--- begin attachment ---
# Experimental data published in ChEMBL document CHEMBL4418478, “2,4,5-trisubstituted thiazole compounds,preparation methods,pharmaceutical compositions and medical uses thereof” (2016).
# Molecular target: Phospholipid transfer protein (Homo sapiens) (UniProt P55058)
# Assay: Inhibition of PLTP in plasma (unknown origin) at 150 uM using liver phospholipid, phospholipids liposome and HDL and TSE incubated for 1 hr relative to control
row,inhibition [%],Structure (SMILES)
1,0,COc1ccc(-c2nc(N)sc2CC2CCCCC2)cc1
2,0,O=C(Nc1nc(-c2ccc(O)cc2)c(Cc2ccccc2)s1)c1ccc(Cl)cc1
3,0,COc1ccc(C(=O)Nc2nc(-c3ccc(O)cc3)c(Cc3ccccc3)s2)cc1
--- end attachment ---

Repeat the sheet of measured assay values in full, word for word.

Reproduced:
# Experimental data published in ChEMBL document CHEMBL4418478, “2,4,5-trisubstituted thiazole compounds,preparation methods,pharmaceutical compositions and medical uses thereof” (2016).
# Molecular target: Phospholipid transfer protein (Homo sapiens) (UniProt P55058)
# Assay: Inhibition of PLTP in plasma (unknown origin) at 150 uM using liver phospholipid, phospholipids liposome and HDL and TSE incubated for 1 hr relative to control
row,inhibition [%],Structure (SMILES)
1,0,COc1ccc(-c2nc(N)sc2CC2CCCCC2)cc1
2,0,O=C(Nc1nc(-c2ccc(O)cc2)c(Cc2ccccc2)s1)c1ccc(Cl)cc1
3,0,COc1ccc(C(=O)Nc2nc(-c3ccc(O)cc3)c(Cc3ccccc3)s2)cc1